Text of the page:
Chinese Dam Builders Fan Conflict in Burma

Free Burma Rangers
After the army occupied their territory, 30,000 people from Burma’s Kokang Territory escaped to China’s Yunnan Province last week. The Chinese government expressed concern about the stability in the border region. It did not mention that Chinese dam builders were fanning the bloody conflict.

The Kokang are an ethnically Chinese group who live in a self-administered region between the Salween River and the Chinese border in Western Burma. They have a standing army which had observed a ceasefire with the Burmese government army for the last 20 years.

In April 2007, two Chinese companies, the Hanergy Holding Group and Gold Water Resources Company, announced plans to build the 2,400 megawatts Upper Thanlwin Dam on the Salween River. The Salween is the last major undammed river in continental Southeast Asia. Upper Thanlwin is one of 63 Chinese hydropower and transmission projects which EarthRights International counted in Burma. An environmental impact assessment for Upper Thanlwin is not available and not required under Burmese law.

Kokang map
Kokang map
Shan Sapawa Environmental Organisation
Salween Watch reports that dams are often built under military occupation in Burma. Once the army has occupied their area, affected people are pressed into forced labor or forcibly displaced. Human rights organizations have documented widespread intimidation, rape and murder under military occupation. In recent weeks, the Burmese army has also occupied border regions to tighten control over ethnic minorities ahead of next year’s election. On August 27 the army invaded the Kokang Territory. Clashes with the local army claimed the lives of at least 36 government soldiers and an unknown number of Kokang.

Jiang Yu, a spokeswoman of China’s Foreign Ministry, issued a statement expressing hope that the Burmese government could “properly deal with its domestic issue to safeguard the regional stability in the China-Myanmar border area”. She did not mention that the military occupation and conflicts in areas such as the Kokang Territory were often linked to dam projects promoted by Chinese companies.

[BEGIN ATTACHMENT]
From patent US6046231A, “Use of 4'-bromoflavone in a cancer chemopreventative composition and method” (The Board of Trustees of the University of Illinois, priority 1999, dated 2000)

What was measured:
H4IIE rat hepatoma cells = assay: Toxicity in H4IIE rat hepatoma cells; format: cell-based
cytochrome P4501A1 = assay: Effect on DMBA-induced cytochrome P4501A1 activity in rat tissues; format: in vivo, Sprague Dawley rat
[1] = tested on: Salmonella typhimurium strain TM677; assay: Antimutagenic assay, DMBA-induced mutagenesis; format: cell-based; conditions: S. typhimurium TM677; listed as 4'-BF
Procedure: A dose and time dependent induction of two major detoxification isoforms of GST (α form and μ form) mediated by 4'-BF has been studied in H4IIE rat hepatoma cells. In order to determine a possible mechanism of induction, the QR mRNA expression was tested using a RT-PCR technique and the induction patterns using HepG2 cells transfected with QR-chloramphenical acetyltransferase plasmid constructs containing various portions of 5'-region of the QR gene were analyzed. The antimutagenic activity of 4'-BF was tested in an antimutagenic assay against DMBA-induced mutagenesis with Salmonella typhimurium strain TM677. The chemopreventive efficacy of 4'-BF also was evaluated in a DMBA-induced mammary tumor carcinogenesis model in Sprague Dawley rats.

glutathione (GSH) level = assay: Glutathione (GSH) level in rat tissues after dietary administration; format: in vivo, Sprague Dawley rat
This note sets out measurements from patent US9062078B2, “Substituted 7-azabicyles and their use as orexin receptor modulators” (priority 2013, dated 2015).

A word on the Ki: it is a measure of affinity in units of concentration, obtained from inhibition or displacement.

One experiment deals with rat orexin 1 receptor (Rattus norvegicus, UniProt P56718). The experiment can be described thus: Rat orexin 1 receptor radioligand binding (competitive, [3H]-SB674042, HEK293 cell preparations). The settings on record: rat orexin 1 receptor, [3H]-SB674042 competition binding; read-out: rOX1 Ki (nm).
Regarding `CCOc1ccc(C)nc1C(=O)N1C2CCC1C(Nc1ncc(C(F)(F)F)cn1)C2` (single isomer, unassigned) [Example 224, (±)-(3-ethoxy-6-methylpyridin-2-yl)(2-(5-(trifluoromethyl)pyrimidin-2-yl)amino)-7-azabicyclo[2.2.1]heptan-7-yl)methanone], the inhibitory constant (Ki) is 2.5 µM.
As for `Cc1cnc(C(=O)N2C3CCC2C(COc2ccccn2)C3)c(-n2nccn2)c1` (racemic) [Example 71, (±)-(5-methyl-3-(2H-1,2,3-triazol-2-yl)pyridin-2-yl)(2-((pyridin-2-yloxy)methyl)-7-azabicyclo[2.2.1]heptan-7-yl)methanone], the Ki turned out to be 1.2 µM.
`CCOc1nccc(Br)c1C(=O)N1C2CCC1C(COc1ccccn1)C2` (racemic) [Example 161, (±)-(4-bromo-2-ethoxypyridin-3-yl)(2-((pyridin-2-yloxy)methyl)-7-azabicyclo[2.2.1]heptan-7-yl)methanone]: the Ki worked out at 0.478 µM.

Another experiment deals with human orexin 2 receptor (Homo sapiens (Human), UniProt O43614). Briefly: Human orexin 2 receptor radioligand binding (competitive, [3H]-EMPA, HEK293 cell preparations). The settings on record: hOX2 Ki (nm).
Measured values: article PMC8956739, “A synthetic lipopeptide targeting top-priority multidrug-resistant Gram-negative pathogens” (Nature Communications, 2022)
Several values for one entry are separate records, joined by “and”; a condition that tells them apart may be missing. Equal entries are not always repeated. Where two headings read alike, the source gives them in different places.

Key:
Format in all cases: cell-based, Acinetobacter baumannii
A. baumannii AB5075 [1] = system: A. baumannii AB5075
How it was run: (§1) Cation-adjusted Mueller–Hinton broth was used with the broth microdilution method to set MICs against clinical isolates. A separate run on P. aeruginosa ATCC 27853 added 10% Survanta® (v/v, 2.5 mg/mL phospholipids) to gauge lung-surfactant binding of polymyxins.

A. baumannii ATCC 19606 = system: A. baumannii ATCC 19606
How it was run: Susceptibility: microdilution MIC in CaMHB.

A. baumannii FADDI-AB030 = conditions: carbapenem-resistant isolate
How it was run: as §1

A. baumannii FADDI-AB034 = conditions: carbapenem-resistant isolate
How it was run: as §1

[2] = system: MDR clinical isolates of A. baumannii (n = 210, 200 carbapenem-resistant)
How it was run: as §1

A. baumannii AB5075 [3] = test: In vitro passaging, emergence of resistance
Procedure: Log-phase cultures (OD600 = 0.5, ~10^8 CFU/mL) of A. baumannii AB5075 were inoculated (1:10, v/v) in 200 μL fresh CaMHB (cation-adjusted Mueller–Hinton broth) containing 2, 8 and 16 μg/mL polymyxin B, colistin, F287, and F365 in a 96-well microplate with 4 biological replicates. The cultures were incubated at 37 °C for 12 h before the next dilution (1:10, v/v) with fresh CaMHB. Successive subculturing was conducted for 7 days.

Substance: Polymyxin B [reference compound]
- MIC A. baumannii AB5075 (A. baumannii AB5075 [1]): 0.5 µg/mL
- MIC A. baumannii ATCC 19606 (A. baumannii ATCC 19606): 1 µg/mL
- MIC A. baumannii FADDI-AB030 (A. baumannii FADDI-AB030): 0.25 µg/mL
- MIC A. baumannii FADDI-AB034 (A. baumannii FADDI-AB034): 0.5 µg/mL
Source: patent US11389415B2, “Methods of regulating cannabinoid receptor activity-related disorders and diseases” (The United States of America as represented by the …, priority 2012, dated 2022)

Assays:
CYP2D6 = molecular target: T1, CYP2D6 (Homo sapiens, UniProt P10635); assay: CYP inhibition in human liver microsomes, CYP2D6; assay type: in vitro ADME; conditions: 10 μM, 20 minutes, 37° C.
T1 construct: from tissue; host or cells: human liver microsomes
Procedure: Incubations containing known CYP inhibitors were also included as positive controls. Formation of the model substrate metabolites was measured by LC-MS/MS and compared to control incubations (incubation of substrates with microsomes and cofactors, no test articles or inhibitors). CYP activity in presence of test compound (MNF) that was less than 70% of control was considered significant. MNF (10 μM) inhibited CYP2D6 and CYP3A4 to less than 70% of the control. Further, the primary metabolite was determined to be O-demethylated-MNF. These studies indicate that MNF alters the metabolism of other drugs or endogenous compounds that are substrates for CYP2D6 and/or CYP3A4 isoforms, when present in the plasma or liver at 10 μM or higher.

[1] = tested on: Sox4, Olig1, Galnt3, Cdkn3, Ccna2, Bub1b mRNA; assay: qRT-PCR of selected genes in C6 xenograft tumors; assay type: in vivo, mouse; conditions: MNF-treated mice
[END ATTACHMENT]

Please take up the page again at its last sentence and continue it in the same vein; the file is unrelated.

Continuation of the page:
“The renewed fighting and the flood of refugees into Yunnan should be a wake-up call to China about the risks of investing in Burma”, said Sai Khur Hseng, a spokesperson of the Shan Sapawa Environmental Organisation. “Not only is there no free and informed consent to these dam projects, but they are being built over the dead bodies of our people.”

After Chinese companies clear-cut forests in the border regions of Cambodia and Burma, China’s State Forest Administration in 2007 issued guidelines to regulate the overseas activities of Chinese logging companies. Among other provisions, the guidelines stipulate that Chinese timber companies follow local law in their overseas operations. It is high time that the Chinese government also reign in the activities of dam builders such as Hanergy and Gold Water Resources, which promote projects at the cost of affected people and the environment.

Peter Bosshard is the policy director of International Rivers. His blog, Wet, Wild and Wonky, appears at